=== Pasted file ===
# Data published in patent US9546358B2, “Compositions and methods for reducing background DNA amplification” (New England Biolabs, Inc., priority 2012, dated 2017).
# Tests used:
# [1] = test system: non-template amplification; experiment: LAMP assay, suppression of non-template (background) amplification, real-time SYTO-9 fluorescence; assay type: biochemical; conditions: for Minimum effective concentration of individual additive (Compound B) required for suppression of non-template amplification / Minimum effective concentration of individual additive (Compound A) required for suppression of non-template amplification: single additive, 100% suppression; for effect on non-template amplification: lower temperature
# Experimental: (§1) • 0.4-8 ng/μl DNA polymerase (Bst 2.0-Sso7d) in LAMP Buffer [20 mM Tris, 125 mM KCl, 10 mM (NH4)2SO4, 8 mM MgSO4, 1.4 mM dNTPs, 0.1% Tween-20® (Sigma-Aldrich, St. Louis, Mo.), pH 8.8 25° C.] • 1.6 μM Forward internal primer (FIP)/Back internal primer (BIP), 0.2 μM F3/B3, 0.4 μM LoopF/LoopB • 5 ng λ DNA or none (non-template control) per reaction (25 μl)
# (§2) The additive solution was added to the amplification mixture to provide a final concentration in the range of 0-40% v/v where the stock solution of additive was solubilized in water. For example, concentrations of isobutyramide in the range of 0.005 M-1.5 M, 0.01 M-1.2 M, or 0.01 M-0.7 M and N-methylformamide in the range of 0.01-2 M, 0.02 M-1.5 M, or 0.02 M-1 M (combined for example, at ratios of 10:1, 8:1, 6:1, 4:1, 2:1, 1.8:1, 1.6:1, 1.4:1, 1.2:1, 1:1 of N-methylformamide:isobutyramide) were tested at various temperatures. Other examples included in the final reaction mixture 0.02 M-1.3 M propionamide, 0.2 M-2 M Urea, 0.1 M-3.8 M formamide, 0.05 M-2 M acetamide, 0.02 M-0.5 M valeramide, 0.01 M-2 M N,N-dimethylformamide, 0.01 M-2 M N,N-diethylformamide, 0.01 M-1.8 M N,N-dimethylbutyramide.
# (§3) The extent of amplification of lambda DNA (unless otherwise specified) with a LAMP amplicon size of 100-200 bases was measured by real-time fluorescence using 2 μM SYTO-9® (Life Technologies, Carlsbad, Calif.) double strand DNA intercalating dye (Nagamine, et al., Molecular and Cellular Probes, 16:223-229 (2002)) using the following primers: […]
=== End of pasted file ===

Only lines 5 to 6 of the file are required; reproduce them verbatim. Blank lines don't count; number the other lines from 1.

# (§2) The additive solution was added to the amplification mixture to provide a final concentration in the range of 0-40% v/v where the stock solution of additive was solubilized in water. For example, concentrations of isobutyramide in the range of 0.005 M-1.5 M, 0.01 M-1.2 M, or 0.01 M-0.7 M and N-methylformamide in the range of 0.01-2 M, 0.02 M-1.5 M, or 0.02 M-1 M (combined for example, at ratios of 10:1, 8:1, 6:1, 4:1, 2:1, 1.8:1, 1.6:1, 1.4:1, 1.2:1, 1:1 of N-methylformamide:isobutyramide) were tested at various temperatures. Other examples included in the final reaction mixture 0.02 M-1.3 M propionamide, 0.2 M-2 M Urea, 0.1 M-3.8 M formamide, 0.05 M-2 M acetamide, 0.02 M-0.5 M valeramide, 0.01 M-2 M N,N-dimethylformamide, 0.01 M-2 M N,N-diethylformamide, 0.01 M-1.8 M N,N-dimethylbutyramide.
# (§3) The extent of amplification of lambda DNA (unless otherwise specified) with a LAMP amplicon size of 100-200 bases was measured by real-time fluorescence using 2 μM SYTO-9® (Life Technologies, Carlsbad, Calif.) double strand DNA intercalating dye (Nagamine, et al., Molecular and Cellular Probes, 16:223-229 (2002)) using the following primers: […]